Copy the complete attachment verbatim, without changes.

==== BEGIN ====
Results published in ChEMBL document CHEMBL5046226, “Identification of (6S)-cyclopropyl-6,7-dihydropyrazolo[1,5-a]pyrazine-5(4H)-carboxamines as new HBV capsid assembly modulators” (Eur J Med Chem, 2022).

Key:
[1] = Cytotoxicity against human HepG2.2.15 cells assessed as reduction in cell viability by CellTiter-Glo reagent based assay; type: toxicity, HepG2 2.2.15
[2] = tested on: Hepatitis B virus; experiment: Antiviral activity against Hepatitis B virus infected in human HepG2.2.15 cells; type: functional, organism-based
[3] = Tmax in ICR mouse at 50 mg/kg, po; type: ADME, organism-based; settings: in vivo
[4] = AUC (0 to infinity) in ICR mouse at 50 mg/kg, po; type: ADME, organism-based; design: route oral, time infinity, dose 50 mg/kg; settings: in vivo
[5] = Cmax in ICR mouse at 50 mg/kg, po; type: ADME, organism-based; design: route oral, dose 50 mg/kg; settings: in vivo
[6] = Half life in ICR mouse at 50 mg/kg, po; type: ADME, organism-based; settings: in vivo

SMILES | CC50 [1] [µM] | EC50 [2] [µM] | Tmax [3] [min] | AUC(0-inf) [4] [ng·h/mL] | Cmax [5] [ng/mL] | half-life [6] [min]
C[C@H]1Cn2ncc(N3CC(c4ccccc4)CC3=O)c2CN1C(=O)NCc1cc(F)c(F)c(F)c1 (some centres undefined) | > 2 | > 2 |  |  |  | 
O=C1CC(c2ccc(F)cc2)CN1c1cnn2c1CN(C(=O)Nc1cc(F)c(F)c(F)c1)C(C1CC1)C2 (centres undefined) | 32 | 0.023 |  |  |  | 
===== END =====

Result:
Results published in ChEMBL document CHEMBL5046226, “Identification of (6S)-cyclopropyl-6,7-dihydropyrazolo[1,5-a]pyrazine-5(4H)-carboxamines as new HBV capsid assembly modulators” (Eur J Med Chem, 2022).

Key:
[1] = Cytotoxicity against human HepG2.2.15 cells assessed as reduction in cell viability by CellTiter-Glo reagent based assay; type: toxicity, HepG2 2.2.15
[2] = tested on: Hepatitis B virus; experiment: Antiviral activity against Hepatitis B virus infected in human HepG2.2.15 cells; type: functional, organism-based
[3] = Tmax in ICR mouse at 50 mg/kg, po; type: ADME, organism-based; settings: in vivo
[4] = AUC (0 to infinity) in ICR mouse at 50 mg/kg, po; type: ADME, organism-based; design: route oral, time infinity, dose 50 mg/kg; settings: in vivo
[5] = Cmax in ICR mouse at 50 mg/kg, po; type: ADME, organism-based; design: route oral, dose 50 mg/kg; settings: in vivo
[6] = Half life in ICR mouse at 50 mg/kg, po; type: ADME, organism-based; settings: in vivo

SMILES | CC50 [1] [µM] | EC50 [2] [µM] | Tmax [3] [min] | AUC(0-inf) [4] [ng·h/mL] | Cmax [5] [ng/mL] | half-life [6] [min]
C[C@H]1Cn2ncc(N3CC(c4ccccc4)CC3=O)c2CN1C(=O)NCc1cc(F)c(F)c(F)c1 (some centres undefined) | > 2 | > 2 |  |  |  | 
O=C1CC(c2ccc(F)cc2)CN1c1cnn2c1CN(C(=O)Nc1cc(F)c(F)c(F)c1)C(C1CC1)C2 (centres undefined) | 32 | 0.023 |  |  |  | 